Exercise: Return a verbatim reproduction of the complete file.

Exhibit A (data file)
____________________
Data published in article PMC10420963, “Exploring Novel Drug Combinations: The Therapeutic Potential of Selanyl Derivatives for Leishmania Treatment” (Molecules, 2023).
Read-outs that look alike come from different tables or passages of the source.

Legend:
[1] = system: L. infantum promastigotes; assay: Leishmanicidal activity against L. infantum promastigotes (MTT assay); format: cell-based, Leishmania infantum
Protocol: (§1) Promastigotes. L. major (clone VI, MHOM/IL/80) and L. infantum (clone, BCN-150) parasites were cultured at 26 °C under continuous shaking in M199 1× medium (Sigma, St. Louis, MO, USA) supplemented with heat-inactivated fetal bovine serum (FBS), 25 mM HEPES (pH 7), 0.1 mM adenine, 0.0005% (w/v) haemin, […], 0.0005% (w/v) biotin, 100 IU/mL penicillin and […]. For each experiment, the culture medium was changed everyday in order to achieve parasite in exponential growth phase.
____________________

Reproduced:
Data published in article PMC10420963, “Exploring Novel Drug Combinations: The Therapeutic Potential of Selanyl Derivatives for Leishmania Treatment” (Molecules, 2023).
Read-outs that look alike come from different tables or passages of the source.

Legend:
[1] = system: L. infantum promastigotes; assay: Leishmanicidal activity against L. infantum promastigotes (MTT assay); format: cell-based, Leishmania infantum
Protocol: (§1) Promastigotes. L. major (clone VI, MHOM/IL/80) and L. infantum (clone, BCN-150) parasites were cultured at 26 °C under continuous shaking in M199 1× medium (Sigma, St. Louis, MO, USA) supplemented with heat-inactivated fetal bovine serum (FBS), 25 mM HEPES (pH 7), 0.1 mM adenine, 0.0005% (w/v) haemin, […], 0.0005% (w/v) biotin, 100 IU/mL penicillin and […]. For each experiment, the culture medium was changed everyday in order to achieve parasite in exponential growth phase.